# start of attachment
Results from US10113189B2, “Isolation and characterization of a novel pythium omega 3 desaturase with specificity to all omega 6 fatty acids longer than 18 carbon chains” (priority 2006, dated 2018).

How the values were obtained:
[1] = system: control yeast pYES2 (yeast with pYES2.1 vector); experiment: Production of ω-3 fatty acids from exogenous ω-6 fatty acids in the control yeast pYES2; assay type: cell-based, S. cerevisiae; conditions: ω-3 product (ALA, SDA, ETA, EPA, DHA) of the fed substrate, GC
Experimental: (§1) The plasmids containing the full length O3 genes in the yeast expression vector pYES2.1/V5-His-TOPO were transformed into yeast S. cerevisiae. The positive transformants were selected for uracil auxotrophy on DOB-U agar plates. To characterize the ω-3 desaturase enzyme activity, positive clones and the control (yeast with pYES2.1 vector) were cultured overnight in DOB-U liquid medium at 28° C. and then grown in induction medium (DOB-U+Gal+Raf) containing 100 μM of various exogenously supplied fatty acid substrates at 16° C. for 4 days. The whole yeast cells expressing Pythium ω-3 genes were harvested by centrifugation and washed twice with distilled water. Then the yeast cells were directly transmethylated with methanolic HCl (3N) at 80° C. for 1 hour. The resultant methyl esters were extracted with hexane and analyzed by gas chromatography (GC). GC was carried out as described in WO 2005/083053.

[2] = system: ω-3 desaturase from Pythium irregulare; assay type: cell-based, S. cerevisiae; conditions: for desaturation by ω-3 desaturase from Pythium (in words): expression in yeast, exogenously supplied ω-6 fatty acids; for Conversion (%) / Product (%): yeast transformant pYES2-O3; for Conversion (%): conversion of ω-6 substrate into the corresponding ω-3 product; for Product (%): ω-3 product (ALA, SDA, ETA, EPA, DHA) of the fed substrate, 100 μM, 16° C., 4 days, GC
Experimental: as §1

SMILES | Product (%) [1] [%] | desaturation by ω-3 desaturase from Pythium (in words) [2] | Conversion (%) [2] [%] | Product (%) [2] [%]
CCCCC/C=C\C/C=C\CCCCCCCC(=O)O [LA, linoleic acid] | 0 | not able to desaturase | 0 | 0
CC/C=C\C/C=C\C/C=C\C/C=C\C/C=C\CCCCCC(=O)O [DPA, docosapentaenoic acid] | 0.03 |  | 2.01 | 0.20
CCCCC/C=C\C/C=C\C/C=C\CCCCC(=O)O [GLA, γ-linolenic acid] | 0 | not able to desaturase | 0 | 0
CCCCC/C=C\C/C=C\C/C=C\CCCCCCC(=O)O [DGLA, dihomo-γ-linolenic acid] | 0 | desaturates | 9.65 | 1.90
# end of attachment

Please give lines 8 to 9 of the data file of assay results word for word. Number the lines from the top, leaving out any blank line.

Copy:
CCCCC/C=C\C/C=C\CCCCCCCC(=O)O [LA, linoleic acid] | 0 | not able to desaturase | 0 | 0
CC/C=C\C/C=C\C/C=C\C/C=C\C/C=C\CCCCCC(=O)O [DPA, docosapentaenoic acid] | 0.03 |  | 2.01 | 0.20